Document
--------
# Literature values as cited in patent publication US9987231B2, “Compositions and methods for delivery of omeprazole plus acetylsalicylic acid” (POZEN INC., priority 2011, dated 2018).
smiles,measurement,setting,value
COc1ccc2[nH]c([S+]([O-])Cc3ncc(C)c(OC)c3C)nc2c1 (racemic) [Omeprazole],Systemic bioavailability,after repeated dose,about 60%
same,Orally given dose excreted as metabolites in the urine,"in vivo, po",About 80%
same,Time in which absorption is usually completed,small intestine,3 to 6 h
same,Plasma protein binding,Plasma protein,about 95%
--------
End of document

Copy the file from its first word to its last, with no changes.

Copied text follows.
# Literature values as cited in patent publication US9987231B2, “Compositions and methods for delivery of omeprazole plus acetylsalicylic acid” (POZEN INC., priority 2011, dated 2018).
smiles,measurement,setting,value
COc1ccc2[nH]c([S+]([O-])Cc3ncc(C)c(OC)c3C)nc2c1 (racemic) [Omeprazole],Systemic bioavailability,after repeated dose,about 60%
same,Orally given dose excreted as metabolites in the urine,"in vivo, po",About 80%
same,Time in which absorption is usually completed,small intestine,3 to 6 h
same,Plasma protein binding,Plasma protein,about 95%